Covid-19 has had a significant impact on how we conduct research: meeting participants in person is becoming less common which somehow allows us to conduct more research at lower costs. Does it mean in-person interviews and tests shouldn’t be considered anymore? How can you choose between in-person, phonecall or videocall when organizing your research?
In this article, we share the advantages and limitations of each of these 3 formats as well as when to favor one over the others and provide examples to illustrate how to choose in specific situations.
Isn’t it funny to remember that meeting participants in-person used to be the only way to do it. However, it can be a frightening format for new researchers. Here is how you can prioritize it compared to digital medium.
- You get a better grasp of who your participant is, what they feel, how they react. The whole range of information and feedback from the participant will be accessible to you: verbal and non-verbal.
- There are no constraints pertaining to technology availability, quality of the network etc.
- No-show rates are usually lower for in-person appointments because registering for one is a bigger commitment and mental effort.
- In-person interviews and tests help to create empathy more quickly because of the physical interaction which enhances trust between tester and researcher. This factor increases the ROI of these meetings.
This format creates a lot of constraints for the tester and researcher
- you will need a dedicated space for the appointment in order to conduct the test/interview correctly.
- you have to allocate time to welcome and dismiss each participant.
- if you are renting your testing space, you will have limited time to meet your participants, which reduces their availability options. This is even more true for focus groups.
- the commute from the participants’ residence and the meeting location reduces the reach of who you can interview and/or increases the compensation.
When to favor:
- If your testers live near where you work and test, try to favor in-person studies. If in-person doesn’t allow you to test with your ideal tester, then rather use a digital medium such as a phone or videocall. If you are testing a physical product, in-person testing will probably be a must for you.
- Be exhaustive about instructions on how to reach your testing location: provide not only the address but also the closest public transportation station, parking options, who to ask for etc. Create a guide that you will send beforehand along with your contact information.
This format is extensively used for surveys but can also extend to interviews in some cases.
- Almost everyone owns a phone or has access to one, you can thus reach a very large audience with this format. Aside from network quality, there are less potential technical issues to be expected from a phonecall than a videocall.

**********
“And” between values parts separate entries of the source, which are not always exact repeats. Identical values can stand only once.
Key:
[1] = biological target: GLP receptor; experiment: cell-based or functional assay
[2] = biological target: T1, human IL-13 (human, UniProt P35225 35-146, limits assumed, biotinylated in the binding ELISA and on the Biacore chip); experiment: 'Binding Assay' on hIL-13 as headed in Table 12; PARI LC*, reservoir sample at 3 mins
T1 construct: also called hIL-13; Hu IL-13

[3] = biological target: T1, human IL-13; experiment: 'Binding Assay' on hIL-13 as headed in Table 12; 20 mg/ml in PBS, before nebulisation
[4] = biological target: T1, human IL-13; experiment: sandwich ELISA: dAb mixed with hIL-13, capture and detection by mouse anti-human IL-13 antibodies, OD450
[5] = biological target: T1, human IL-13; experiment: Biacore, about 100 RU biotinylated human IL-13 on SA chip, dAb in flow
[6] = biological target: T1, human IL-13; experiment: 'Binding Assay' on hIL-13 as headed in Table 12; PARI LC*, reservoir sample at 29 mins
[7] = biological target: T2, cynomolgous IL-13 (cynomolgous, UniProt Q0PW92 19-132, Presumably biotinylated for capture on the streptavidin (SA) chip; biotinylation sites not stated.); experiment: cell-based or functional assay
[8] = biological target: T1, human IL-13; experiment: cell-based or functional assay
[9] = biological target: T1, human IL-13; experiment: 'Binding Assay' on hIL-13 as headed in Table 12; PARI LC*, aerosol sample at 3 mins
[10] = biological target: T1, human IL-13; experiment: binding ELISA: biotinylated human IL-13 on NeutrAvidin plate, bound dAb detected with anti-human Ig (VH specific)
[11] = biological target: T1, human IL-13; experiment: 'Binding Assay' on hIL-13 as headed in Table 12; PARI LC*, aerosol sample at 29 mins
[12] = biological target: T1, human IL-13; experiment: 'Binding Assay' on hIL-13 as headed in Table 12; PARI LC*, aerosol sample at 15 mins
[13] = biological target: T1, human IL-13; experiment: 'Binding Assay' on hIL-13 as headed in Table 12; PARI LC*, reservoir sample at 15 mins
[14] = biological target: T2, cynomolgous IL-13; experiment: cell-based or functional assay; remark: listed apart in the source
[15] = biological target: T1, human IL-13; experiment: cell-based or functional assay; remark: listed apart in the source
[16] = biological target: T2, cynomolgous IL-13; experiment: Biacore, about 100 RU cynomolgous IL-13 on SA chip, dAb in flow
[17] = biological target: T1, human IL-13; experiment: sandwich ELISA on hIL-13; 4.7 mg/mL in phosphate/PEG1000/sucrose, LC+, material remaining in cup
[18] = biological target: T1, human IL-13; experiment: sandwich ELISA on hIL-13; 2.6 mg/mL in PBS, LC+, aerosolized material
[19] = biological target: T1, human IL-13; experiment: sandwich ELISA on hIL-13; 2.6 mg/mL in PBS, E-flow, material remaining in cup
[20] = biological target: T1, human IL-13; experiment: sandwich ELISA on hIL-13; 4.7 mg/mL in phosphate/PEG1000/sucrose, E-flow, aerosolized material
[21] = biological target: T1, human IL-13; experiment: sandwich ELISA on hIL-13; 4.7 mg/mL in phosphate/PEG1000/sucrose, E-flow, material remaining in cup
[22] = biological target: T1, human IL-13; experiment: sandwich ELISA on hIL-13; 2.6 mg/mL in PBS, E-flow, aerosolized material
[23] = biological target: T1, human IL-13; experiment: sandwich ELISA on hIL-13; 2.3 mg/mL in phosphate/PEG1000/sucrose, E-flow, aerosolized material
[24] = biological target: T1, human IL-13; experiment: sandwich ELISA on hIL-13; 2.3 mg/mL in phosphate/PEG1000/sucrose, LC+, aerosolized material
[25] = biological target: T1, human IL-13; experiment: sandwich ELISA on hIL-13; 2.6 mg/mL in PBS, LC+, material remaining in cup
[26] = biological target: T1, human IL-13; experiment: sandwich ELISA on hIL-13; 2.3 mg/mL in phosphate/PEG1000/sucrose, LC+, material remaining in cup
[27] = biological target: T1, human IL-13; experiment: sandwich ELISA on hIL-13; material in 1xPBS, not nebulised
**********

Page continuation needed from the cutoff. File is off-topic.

- Depending on your location and your participant’s, phone network can be an issue which can have an impact on how the call goes
- Giving a company phone number to a participant can be dangerous in some cases. If you are trying to avoid unwanted calls, you can call using a hidden phone number. If you do so, warn your participant in advance to make sure they will answer
- A phonecall will only allow you to catch verbal cues while body language will be inaccessible.
- Your participant might be less alert and involved over the phone
When to favor:
- A phonecall is indicated if you are interviewing participants with low tech-savviness who might not have access or be comfortable with a computer and when in-person is not possible
- Remind your participants in advance they will need to be in a calm environment without distractions. As this format is the one that creates the most distance between testers and researcher, make it clear that participants will need to be reactive and fully available for the interview/test.
Videocalls are the most recent version of user interviews and testing. They helped sharply reduce research costs and enabled a wider audience to conduct research.
- Videocalls are a good compromise between in-person and phonecall. You are able to avoid the logistics of in-person meeting while still being able to gather some body language and facial expression cues.
- If participants are sharing their screen, you will have an even better vision of their navigation and clicks than during an in-person meeting.
- If the internet connection is not satisfactory, the videocall might not be smooth or even be impossible to carry out. Always remind your participants they will need a good internet connection and that it will be a criteria to validate the interview. In any case, include time for technical issues and arrangements because you are not in control of all variables.
When to favor:
- Videocalls are becoming a standard for user interviews and testing. They are a good solution in most cases. However, try not to make them systematic: keeping a mix of in-person and videocalls is a great practice.
A combination of phone call and video call:
This can be used when you need your participant to share their screen but don’t need their video while also making the image quality as high as possible.
👂 General advice:
- Warn your participants in advance of which format will be used and provide explanations and indications on how and where
- If applicable, make sure they are comfortable with the format and provide another one if needed
- Try to get your participants' full contact details and share yours as well. This will avoid friction and will give you fallback options if there's an issue.